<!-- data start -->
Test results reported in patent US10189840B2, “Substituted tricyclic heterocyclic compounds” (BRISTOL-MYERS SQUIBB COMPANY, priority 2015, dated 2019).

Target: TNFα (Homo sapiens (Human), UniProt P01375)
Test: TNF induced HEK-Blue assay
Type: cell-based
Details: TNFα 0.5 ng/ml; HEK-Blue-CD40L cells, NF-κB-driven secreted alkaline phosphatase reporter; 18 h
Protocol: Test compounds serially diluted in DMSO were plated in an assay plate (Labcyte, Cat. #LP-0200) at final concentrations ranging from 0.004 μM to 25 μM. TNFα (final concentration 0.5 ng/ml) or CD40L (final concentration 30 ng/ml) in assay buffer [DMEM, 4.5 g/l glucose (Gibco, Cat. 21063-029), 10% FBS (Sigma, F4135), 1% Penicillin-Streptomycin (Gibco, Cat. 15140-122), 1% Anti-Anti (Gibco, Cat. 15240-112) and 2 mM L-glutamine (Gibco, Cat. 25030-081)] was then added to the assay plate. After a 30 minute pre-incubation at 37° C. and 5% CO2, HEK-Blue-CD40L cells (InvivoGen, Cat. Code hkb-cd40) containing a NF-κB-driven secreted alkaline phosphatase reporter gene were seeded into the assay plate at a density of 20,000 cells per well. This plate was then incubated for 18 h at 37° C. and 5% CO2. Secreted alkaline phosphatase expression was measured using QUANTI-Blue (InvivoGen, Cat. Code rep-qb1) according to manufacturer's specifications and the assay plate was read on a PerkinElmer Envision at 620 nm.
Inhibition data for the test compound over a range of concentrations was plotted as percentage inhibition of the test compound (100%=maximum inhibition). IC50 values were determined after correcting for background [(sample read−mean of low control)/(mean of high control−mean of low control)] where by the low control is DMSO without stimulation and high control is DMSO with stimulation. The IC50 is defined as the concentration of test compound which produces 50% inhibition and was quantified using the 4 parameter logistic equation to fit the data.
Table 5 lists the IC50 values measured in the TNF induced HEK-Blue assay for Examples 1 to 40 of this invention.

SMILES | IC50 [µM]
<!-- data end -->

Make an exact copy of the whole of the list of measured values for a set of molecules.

Test results reported in patent US10189840B2, “Substituted tricyclic heterocyclic compounds” (BRISTOL-MYERS SQUIBB COMPANY, priority 2015, dated 2019).

Target: TNFα (Homo sapiens (Human), UniProt P01375)
Test: TNF induced HEK-Blue assay
Type: cell-based
Details: TNFα 0.5 ng/ml; HEK-Blue-CD40L cells, NF-κB-driven secreted alkaline phosphatase reporter; 18 h
Protocol: Test compounds serially diluted in DMSO were plated in an assay plate (Labcyte, Cat. #LP-0200) at final concentrations ranging from 0.004 μM to 25 μM. TNFα (final concentration 0.5 ng/ml) or CD40L (final concentration 30 ng/ml) in assay buffer [DMEM, 4.5 g/l glucose (Gibco, Cat. 21063-029), 10% FBS (Sigma, F4135), 1% Penicillin-Streptomycin (Gibco, Cat. 15140-122), 1% Anti-Anti (Gibco, Cat. 15240-112) and 2 mM L-glutamine (Gibco, Cat. 25030-081)] was then added to the assay plate. After a 30 minute pre-incubation at 37° C. and 5% CO2, HEK-Blue-CD40L cells (InvivoGen, Cat. Code hkb-cd40) containing a NF-κB-driven secreted alkaline phosphatase reporter gene were seeded into the assay plate at a density of 20,000 cells per well. This plate was then incubated for 18 h at 37° C. and 5% CO2. Secreted alkaline phosphatase expression was measured using QUANTI-Blue (InvivoGen, Cat. Code rep-qb1) according to manufacturer's specifications and the assay plate was read on a PerkinElmer Envision at 620 nm.
Inhibition data for the test compound over a range of concentrations was plotted as percentage inhibition of the test compound (100%=maximum inhibition). IC50 values were determined after correcting for background [(sample read−mean of low control)/(mean of high control−mean of low control)] where by the low control is DMSO without stimulation and high control is DMSO with stimulation. The IC50 is defined as the concentration of test compound which produces 50% inhibition and was quantified using the 4 parameter logistic equation to fit the data.
Table 5 lists the IC50 values measured in the TNF induced HEK-Blue assay for Examples 1 to 40 of this invention.

SMILES | IC50 [µM]